Rule: It was painful to watch for sure.  I hate how mechanical the game has become, instead of it being a feel game. When I think of strange pre-shot routines, I always think of that stretch of time when Sergio couldn’t pull the trigger. He would wiggle and waggle 20 or 30 times before finally letting go.  It was frustrating to watch, and tough for TV producers because you couldn’t just tune in when he was done his routine, like you could with Berger and his putting.  You never knew when Sergio was going to swing!

Mumford: I’ll agree with the majority here that Sergio holds top spot in this category for his interminable regripping. The most annoying perhaps was Keegan Bradley who snuck up on the ball in stops and starts. Jim Furyk too had an annoying routine where it looked like he was ready to hit a putt, then he’d step away. There should be a balk rule in golf like baseball. Michael talks about a waggle as part of a pre-shot routine. Is that what Matthew Wolff does? Try that yourself and you could break a hip!

Last week, the PGA of America announced that they would allow Distance Measuring Devices (DMD’s) during their own major championships. Some PGA Tour players thought it might help improve the pace of play, but many other players and caddies thought just the opposite. Do you think DMD’s help speed up play at the professional level? How about for amateurs?   

Deeks: I don’t see DMD’s speeding up play for professionals, since they’re studying their yardage books today anyway.  I don’t think it’s a bad thing to allow them to use devices, though.  As for amateurs, I think they slow the game down a bit.  I have one, but rarely use it, deeming that even my limited arithmetic skills enable me to subtract, say, 16 yards from the 150-yard marker in the middle of the fairway.  And, somewhat in line with my previous answer, I find it both humorous and annoying when a playing partner pulls out his Bushnell, measures a precise 134 yards to the pin, then tops, skulls, shanks, chunks or whiffs.  As if the guy could hit a 134-yard shot within 10 yards in the first place.

Loughry: We won’t see any significant difference in pace at the PGA Championship with DMD’s being used in competition. In fact, this is a sad and silly decision. Here’s what I don’t like; I don’t like the fact an errant shot a fairway or two over doesn’t have as much consequence. The player/caddie can zap the flag and they have an accurate distance for a recovery shot. And sure, they could pace it, but that could lead to a slow time and potential penalty, which is an important part of the game too. DMD’s don’t significantly help/hurt with Amateur pace either. The books these guys have on Tour are insanely detailed and accurate for reference. Toss those out the window with DMD use too.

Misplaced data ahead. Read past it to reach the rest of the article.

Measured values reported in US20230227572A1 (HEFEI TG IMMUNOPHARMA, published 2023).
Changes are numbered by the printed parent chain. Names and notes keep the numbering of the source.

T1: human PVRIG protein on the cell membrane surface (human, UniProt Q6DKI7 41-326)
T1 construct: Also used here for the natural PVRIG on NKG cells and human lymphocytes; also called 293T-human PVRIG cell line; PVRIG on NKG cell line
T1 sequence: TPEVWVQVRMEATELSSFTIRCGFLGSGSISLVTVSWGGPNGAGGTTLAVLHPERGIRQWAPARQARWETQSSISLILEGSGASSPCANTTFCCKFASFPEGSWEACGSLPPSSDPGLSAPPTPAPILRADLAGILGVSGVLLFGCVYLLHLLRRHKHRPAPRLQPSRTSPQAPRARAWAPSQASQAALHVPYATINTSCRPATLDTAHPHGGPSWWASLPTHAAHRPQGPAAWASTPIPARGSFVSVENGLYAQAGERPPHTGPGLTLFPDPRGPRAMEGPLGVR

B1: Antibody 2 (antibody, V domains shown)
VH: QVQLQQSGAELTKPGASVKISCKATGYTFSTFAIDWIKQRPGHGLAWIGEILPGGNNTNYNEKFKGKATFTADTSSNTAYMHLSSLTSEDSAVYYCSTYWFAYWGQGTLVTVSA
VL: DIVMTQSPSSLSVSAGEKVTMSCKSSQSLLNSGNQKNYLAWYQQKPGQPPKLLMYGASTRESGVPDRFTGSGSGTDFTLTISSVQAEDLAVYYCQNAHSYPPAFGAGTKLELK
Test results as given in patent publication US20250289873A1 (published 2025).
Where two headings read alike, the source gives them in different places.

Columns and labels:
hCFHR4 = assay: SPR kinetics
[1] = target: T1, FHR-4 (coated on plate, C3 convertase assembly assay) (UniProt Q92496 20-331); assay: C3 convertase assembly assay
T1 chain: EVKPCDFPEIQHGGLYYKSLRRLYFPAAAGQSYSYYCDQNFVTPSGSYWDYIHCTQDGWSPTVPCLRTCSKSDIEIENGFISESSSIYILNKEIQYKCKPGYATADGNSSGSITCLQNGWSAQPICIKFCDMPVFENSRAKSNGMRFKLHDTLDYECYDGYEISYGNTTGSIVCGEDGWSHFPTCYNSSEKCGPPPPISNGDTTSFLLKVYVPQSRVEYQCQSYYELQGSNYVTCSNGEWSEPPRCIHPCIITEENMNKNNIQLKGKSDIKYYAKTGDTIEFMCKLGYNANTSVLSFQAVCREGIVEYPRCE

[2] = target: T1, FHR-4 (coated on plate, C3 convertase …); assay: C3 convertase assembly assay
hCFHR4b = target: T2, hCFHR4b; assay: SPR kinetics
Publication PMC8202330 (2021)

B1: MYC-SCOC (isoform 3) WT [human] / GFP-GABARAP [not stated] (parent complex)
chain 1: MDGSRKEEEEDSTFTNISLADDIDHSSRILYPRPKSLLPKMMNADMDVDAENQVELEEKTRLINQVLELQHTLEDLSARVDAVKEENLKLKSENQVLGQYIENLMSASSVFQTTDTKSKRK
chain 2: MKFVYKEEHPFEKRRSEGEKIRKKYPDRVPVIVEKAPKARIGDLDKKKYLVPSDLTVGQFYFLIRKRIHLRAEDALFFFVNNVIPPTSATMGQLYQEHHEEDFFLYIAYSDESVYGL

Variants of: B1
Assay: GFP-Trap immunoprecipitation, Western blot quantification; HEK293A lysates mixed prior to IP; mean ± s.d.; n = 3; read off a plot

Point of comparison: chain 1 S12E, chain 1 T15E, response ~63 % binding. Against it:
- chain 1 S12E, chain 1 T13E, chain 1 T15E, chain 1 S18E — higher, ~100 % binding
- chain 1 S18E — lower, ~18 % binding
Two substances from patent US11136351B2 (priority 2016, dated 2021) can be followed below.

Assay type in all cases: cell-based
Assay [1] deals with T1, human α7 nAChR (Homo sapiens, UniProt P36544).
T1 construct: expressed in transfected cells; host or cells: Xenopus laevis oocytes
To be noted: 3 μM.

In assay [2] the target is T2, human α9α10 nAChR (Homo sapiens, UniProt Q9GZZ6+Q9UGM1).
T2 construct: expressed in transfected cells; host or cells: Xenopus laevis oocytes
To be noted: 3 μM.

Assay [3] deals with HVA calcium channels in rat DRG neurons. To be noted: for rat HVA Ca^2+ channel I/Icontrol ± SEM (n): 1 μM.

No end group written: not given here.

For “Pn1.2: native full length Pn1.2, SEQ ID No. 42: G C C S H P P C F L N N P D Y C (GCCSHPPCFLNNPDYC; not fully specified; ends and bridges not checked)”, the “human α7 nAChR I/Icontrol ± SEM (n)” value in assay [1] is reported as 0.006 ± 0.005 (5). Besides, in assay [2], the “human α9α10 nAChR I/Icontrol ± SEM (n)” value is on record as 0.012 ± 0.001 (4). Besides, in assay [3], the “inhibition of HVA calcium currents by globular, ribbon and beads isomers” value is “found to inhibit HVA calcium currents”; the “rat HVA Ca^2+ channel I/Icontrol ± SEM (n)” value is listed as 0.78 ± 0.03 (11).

Schurman: The TOUR players already know the exact yardages. The use of a DMD should prove to be quicker. For players shooting above the mid to high 70s, they cost themselves 90% of their poor scoring on shots within 50 yards of the hole. In fact, the same is true of the lower handicapped guys too but they realize some benefit in knowing the correct distance. As for the other 95% of all golfers, they would shoot much lower using a 9-club set and get rid of their DMD. BTW They would enjoy the game far more too!

Rule: At levels like the PGA Tour where caddies are full-time employees, I don’t like the idea of using lasers.  It takes away from part of the game in my opinion.  However, at the amateur level, I do think that DMD’s can speed up play if the player uses it properly.  Personally, I like to know carry distances over hazards, to reach trees, etcetera, so, a laser comes in handy instead of having to do all of the head calculations after looking at your yardage book.  Somehow Bryson will find a way to make things slower by using it though.  More numbers for him to compute.

Mumford: The PGA of America seems to be on a deserted island on this issue. The other golf associations don’t want DMD’s used in their tournaments for a very good reason: They slow down the pace of play, plus they’re contrary to the spirit and essence of golf. What’s next? You get to phone a friend who can calculate the precise yardage using satellite technology, GPS mapping and a tide chart? Ban them. At the amateur level, it’s even worse. DMD’s provide a level of precision that can rarely be matched by the talent available. And wasting time to find out the pin is 147 yards away when you can clearly see the 150-yard marker behind you is abominable.


The Round Table
The Round Table is a panel of golf writers, PGA members and industry experts.